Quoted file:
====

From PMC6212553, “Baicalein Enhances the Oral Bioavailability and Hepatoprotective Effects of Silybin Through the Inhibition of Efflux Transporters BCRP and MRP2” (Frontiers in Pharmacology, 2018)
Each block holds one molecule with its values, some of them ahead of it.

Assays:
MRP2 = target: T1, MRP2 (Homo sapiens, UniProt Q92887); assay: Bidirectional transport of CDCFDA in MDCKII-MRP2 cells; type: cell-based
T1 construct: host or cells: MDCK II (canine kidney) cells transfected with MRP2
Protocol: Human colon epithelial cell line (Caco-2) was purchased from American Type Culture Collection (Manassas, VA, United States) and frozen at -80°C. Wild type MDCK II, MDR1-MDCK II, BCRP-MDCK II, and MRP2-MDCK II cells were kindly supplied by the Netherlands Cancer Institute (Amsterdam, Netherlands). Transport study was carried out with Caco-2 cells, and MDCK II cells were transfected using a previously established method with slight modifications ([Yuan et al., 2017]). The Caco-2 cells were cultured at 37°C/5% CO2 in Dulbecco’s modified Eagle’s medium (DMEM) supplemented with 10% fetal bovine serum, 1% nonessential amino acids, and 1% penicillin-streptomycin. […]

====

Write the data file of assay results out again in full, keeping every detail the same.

From PMC6212553, “Baicalein Enhances the Oral Bioavailability and Hepatoprotective Effects of Silybin Through the Inhibition of Efflux Transporters BCRP and MRP2” (Frontiers in Pharmacology, 2018)
Each block holds one molecule with its values, some of them ahead of it.

Assays:
MRP2 = target: T1, MRP2 (Homo sapiens, UniProt Q92887); assay: Bidirectional transport of CDCFDA in MDCKII-MRP2 cells; type: cell-based
T1 construct: host or cells: MDCK II (canine kidney) cells transfected with MRP2
Protocol: Human colon epithelial cell line (Caco-2) was purchased from American Type Culture Collection (Manassas, VA, United States) and frozen at -80°C. Wild type MDCK II, MDR1-MDCK II, BCRP-MDCK II, and MRP2-MDCK II cells were kindly supplied by the Netherlands Cancer Institute (Amsterdam, Netherlands). Transport study was carried out with Caco-2 cells, and MDCK II cells were transfected using a previously established method with slight modifications ([Yuan et al., 2017]). The Caco-2 cells were cultured at 37°C/5% CO2 in Dulbecco’s modified Eagle’s medium (DMEM) supplemented with 10% fetal bovine serum, 1% nonessential amino acids, and 1% penicillin-streptomycin. […]